SITTING behind the wheel of a bus is no male domain anymore.

When a woman tears to shreds the traditional script which has been written in favour of men, the story takes a paradigm shift.

On March 15, Juwanitta Chirau-Mapangera (35) left home for Ruware Park Primary School in Marondera to take part in the interview for a school bus driver.

She knew she had the ability to take up the demands that come with the job.

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Upon arriving at the council offices, she was the only female in the pack of 15 interviewees who had gone to try their luck.

Chirau-Mapangera impressed the panel and today, she has made history as the first female school bus driver in Marondera district as well as one of the few, if
any, in the entire Mashonaland East province.

“Of the 15 people listed for the interview, I was surprised to discover that I was the only female. I thought I was not going to make it and it got worse when
I learnt that some of the interviewees had about 10 years’ experience. My Class 1 driver’s licence was just four months old. I only got a call to confirm that
I had passed the interview after one week and I glorified God,” she said.

“It is described as a job for men, but I was confident that I could do better than them. I am so happy and I thank God for the victory. It has always been my passion to take up challenging jobs and God granted me my wish. I have made history and made my family proud.”

A mother of three, Chirau-Mapangera, who has been a holder of Class 4 driver’s licence since 2005, went for Class 1 tests in December last year and passed. She
also holds a Defensive Driving Certificate.

“I was encouraged by my defensive instructor to go for Class 1 despite me opting for Class 2. I vowed to give it a try and got 100% after writing the
provisional test for Class 1. It worked, and here I am,” Chirau-Mapangera said.

Her husband is a bus driver for one of the popular transport companies that ply the Harare-Johannesburg route.

It is now a family of bus drivers.

“I am in support of the upliftment of women. I am against individuals with patriarchal tendencies, those who think women are inferior. I urge other women to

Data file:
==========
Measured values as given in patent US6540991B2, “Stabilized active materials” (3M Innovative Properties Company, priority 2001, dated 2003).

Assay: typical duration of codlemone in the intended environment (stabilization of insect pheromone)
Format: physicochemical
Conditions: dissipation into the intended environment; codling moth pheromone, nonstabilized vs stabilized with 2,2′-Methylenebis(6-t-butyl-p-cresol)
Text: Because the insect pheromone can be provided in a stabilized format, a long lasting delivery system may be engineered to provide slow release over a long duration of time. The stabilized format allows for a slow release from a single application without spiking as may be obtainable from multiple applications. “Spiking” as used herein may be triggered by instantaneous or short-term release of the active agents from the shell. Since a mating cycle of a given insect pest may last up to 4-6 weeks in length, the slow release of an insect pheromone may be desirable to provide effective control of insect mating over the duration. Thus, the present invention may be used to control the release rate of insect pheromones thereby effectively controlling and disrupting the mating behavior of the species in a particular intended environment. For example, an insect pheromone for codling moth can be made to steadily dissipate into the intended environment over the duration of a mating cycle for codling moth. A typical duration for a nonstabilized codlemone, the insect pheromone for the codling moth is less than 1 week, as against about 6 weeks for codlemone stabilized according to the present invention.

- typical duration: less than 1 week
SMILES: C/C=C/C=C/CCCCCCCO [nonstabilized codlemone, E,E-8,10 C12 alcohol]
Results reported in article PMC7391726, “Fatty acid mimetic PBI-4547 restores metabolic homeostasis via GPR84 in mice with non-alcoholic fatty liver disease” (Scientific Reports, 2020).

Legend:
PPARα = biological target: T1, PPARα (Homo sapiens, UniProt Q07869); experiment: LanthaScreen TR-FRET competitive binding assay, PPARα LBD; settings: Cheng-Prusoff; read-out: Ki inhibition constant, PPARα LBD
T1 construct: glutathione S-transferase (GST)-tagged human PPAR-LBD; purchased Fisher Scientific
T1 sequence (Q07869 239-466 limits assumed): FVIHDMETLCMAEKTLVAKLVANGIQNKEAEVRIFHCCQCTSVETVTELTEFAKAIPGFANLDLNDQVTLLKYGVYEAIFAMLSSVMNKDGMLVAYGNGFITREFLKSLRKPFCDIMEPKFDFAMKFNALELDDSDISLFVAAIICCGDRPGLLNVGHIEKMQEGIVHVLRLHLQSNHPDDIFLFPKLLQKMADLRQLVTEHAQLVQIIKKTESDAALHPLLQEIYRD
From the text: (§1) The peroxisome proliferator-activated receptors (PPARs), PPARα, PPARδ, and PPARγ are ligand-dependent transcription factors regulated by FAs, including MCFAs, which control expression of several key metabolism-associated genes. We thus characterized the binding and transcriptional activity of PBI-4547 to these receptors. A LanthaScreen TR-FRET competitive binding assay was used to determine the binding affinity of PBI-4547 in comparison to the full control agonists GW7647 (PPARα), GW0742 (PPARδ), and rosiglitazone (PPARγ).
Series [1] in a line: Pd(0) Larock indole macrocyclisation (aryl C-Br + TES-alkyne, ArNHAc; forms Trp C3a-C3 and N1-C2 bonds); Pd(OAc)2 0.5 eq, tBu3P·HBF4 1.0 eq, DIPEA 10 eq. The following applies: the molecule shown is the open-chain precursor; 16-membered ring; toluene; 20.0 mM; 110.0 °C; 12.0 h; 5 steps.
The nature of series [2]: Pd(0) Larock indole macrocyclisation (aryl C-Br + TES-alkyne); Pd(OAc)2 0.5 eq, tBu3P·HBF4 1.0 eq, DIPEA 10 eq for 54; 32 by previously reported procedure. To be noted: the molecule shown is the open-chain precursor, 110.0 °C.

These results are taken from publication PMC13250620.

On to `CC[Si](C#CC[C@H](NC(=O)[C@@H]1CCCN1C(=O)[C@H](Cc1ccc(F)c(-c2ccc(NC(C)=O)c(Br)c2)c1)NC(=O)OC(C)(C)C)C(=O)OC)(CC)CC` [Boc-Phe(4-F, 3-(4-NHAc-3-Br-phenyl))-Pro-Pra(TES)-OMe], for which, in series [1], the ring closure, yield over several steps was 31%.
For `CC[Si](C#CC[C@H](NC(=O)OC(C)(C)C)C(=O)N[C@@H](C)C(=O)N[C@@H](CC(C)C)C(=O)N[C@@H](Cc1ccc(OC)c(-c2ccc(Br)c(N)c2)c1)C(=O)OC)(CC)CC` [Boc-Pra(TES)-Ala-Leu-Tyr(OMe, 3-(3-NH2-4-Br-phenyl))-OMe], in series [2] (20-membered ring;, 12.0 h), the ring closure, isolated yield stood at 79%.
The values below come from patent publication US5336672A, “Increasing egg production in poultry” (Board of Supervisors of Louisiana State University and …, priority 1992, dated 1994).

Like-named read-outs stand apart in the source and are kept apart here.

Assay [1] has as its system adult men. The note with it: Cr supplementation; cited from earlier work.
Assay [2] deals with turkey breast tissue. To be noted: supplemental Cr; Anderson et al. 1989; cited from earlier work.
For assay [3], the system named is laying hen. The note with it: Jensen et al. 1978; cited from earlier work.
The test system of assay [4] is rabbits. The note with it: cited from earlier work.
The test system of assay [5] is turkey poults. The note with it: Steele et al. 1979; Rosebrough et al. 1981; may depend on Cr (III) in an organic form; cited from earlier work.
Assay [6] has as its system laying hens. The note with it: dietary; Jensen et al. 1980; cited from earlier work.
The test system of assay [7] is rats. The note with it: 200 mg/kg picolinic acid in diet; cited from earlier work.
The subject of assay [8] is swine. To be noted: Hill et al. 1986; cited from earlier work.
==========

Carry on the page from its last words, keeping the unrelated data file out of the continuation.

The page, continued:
defy the odds and take up the challenges. They should not wait for their husbands to provide for the family. It is time men know that we can do it,” she said.

Ruware Primary School Development Committee chairperson Augustine Marongwe confirmed that Chirau-Mapangera was now one of the school bus drivers.

“She has all the requirements needed for a public transport driver and satisfied a panel of five qualified personnel, including senior drivers, during both
oral interviews and road tests. So far, she has done well and we are impressed with her conduct,” he said.

“We have three drivers at this school who are all on contracts. Unfortunately, they are not permanently employed. We are happy that Chirau-Mapangera has enough
time if we need her services.”

Marondera-based gender activist Marjory Svisva said the move by Ruware Primary to contract Mapangera was a milestone towards achieving gender equality.
Chirau-Mapangera’s story tells of women who overcome fears and have vowed to deal with gender imbalances.

Today, with the determination of an athlete, she has made history by becoming the first female bus driver at one of Marondera’s biggest primary schools.

She is entrusted with the lives of the young boys and girls, a task she cherishes as a mother.